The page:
Bengaluru, April 18

Global VC firm Sequoia’s statement on corporate governance has sparked conversations on ‘people risk’ in making investments at both early and late stage start-ups. 

In a statement released on Sunday (April 17), Team Sequoia India and Southeast Asia said, “in investments made at seed or early-stage there is hardly a business to diligence. Even at a later stage, investors can face negative surprises, post-investment, if there is willful fraud and intent.” Sequoia is an investor in BharatPe, Trell, Zilingo, and Zetwerk, and corporate governance issues have been reported at all four startups.

Moral code from the top

Closely after Sequoia’s statement, InfoEdge co-founder, Sanjeev Bikchandani said in a tweet thread that good governance starts in the founder’s head.  “No amount of oversight by investors, boards, audit committees or auditors can ensure a company is well-governed if the founders are not committed to this objective,” he added. Bikchandani also noted that Info Edge Ventures is wary of investing in companies where the founders are running two companies and making investments into one and not the other. As this makes for a “clear case of potential conflict of interest.” 

“If the other company succeeds but the one we have invested in does not, then we would have failed but the founder would have succeeded,” Bikchandani said. He believes that there needs to be complete alignment of interest between founders and investors; founders cannot succeed while investors fail. For the same reason, Info Edge Ventures is also uncomfortable when founders want to do a secondary sale of shares. 

Dubious dealings

In the past few months, start-ups have become the focal point of corporate governance issues with the most recent being the B2B fashion e-commerce platform Zilingo, which witnessed an internal probe into the company’s financials and accounting practices. Zilingo CEO Ankiti Bose was also suspended amid this investigation.

This was preceded by the Thane-based construction marketplace Infra.Market undergoing income tax raids at multiple offices. The search operation revealed evidence of bogus purchases, huge unaccounted cash expenditure and accommodation entries aggregating to over ₹400 crore. In addition to this, BharatPe’s former MD and co-founder Ashneer Grover’s family and relatives have been accused of engaging in “extensive misappropriation of company funds” by the BharatPe board. The tussle between BharatPe and Ashneer Grover continues to get murkier every week. Similar allegations have also surfaced at social commerce start-up Trell, among others.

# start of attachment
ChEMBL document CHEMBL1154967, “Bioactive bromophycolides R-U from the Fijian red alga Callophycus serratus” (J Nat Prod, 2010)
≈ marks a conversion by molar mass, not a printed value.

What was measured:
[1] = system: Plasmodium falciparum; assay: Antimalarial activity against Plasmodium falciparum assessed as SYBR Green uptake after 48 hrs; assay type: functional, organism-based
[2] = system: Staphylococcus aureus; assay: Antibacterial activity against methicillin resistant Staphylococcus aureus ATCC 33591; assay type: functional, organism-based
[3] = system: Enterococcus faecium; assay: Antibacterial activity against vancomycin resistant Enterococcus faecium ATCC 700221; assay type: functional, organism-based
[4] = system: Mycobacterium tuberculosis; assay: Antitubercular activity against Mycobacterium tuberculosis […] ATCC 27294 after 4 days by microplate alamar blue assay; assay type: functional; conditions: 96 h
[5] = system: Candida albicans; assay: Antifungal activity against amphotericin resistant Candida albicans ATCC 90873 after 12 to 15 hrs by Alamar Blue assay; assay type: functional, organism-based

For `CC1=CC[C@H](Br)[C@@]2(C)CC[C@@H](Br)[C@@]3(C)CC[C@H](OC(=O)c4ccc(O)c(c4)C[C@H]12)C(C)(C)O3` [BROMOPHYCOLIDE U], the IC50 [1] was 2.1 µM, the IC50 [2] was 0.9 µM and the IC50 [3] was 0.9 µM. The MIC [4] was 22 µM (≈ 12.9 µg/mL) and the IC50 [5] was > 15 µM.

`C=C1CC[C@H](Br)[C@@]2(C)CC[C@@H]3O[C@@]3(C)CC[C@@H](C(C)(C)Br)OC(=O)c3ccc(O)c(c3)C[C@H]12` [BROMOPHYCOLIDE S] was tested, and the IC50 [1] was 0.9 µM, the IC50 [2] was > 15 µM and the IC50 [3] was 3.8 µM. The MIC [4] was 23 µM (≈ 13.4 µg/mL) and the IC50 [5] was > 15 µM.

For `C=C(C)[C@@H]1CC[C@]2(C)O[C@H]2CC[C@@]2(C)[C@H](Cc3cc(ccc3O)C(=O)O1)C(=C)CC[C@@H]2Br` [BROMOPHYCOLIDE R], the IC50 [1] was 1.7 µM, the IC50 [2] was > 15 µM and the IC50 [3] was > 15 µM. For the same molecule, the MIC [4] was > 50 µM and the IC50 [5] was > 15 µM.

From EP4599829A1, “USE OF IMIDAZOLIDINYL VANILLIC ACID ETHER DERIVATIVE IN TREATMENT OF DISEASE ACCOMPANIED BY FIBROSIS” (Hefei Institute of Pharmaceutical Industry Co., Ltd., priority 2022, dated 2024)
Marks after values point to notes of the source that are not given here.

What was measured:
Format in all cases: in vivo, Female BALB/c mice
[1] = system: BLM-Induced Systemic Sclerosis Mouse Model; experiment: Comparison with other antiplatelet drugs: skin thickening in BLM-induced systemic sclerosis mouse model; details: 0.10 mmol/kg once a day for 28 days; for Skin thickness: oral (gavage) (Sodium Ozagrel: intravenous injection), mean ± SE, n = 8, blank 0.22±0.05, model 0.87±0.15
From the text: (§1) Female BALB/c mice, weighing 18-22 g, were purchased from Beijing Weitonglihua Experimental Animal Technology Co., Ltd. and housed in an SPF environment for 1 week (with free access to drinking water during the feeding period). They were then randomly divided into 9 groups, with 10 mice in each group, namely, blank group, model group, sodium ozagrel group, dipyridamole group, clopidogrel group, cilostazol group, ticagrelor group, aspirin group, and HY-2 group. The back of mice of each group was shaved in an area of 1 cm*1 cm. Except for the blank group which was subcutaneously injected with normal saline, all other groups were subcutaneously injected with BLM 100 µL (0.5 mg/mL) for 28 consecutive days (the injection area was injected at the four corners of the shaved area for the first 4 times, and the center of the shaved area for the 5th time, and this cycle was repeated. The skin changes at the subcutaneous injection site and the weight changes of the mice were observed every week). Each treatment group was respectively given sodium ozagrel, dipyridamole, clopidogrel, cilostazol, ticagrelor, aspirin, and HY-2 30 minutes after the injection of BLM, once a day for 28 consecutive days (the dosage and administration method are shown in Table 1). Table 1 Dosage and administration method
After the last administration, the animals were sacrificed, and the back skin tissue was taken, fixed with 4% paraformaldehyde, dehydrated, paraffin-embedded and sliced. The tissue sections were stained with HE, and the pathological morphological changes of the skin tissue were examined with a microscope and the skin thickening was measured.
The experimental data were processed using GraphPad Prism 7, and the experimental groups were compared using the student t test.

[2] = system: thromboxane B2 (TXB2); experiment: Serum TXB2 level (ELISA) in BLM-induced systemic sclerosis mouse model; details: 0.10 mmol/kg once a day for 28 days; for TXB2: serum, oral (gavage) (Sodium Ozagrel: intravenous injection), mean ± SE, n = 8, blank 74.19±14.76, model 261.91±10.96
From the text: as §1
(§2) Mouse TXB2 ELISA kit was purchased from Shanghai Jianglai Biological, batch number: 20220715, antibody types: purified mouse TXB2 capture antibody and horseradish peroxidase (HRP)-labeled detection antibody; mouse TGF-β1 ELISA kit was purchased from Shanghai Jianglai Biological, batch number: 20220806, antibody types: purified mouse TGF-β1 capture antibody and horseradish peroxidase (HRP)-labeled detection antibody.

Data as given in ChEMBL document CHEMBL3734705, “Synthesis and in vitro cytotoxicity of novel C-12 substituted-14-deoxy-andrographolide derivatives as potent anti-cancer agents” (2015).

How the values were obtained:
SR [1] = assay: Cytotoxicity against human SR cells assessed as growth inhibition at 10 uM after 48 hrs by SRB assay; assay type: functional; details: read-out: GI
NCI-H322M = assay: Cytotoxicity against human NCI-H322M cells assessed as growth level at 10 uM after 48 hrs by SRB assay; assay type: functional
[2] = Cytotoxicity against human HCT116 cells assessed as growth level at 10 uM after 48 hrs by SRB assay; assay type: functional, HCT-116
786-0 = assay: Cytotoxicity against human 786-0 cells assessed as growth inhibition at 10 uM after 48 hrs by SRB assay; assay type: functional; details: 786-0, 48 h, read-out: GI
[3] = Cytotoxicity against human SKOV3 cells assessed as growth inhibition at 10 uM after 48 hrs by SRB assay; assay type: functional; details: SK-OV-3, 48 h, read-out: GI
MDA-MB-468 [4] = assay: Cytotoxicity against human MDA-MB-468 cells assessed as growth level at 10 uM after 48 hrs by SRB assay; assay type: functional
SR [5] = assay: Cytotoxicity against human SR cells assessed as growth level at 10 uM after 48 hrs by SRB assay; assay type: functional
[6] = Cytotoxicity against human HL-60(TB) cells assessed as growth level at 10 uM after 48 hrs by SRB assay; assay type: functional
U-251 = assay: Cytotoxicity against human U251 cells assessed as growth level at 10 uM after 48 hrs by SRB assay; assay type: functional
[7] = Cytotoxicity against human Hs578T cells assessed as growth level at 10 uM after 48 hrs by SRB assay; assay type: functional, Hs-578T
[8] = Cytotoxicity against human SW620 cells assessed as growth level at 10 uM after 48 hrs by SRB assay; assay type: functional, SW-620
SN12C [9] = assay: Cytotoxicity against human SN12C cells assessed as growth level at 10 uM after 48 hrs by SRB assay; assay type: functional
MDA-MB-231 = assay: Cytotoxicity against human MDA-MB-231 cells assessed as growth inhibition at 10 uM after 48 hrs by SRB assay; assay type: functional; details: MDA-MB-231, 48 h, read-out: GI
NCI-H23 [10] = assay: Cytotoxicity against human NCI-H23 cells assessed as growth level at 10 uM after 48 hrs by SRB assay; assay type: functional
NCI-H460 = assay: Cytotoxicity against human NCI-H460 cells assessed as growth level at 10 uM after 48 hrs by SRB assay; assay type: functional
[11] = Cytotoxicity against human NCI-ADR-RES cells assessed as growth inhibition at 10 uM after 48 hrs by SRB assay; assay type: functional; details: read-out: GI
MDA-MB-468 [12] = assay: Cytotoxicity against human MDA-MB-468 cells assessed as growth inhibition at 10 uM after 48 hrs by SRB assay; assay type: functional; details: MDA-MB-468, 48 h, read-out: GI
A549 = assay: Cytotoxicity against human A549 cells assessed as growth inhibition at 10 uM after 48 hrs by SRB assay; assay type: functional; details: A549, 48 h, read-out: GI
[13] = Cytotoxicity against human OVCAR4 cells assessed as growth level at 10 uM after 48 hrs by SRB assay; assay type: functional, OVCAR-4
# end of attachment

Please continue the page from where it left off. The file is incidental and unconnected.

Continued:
People’s risk

Speaking to BusinessLine, about the growing cases of corporate governance in India’s start-up ecosystem, Siddarth Pai, Founding partner at 3one4 Capital said, “We’ve often believed that the greatest risk in early-stage investing is not macro risk or capital risk – it’s actually people.  More often than not, early-stage investors are taking a bet on two founders with laptops and an idea. At that stage, there’s no financial analysis or legal due diligence that one can do, because the founder could have incorporated the company, a month ago. So people’s risk is actually an exceptionally large risk that investors end up taking.”

Pressure on founders

3one4 Capital has created a practice in-house to assess this risk. Pai said that the firm has had a governance team and business integrity team for a very long period of time.  Further, talking about the possible reasons for the growing number of corporate governance issues in the ecosystem, Ashish Kumar, Partner at The Fundamentum Partnership said, “the amount of money that has been deployed in the past 18 months, has added some pressure on the founders to grow faster than what was natural. This fast paced growth has also led to some of the practices not getting due importance. This is all a matter of growing up.”

The rate at which companies are growing, there will be some people who are able to keep a calm head and some who may not. “But, when we look at the broader ecosystem these cases of corporate governance are more exceptions than rules. Very few companies have issues of that order,” he added.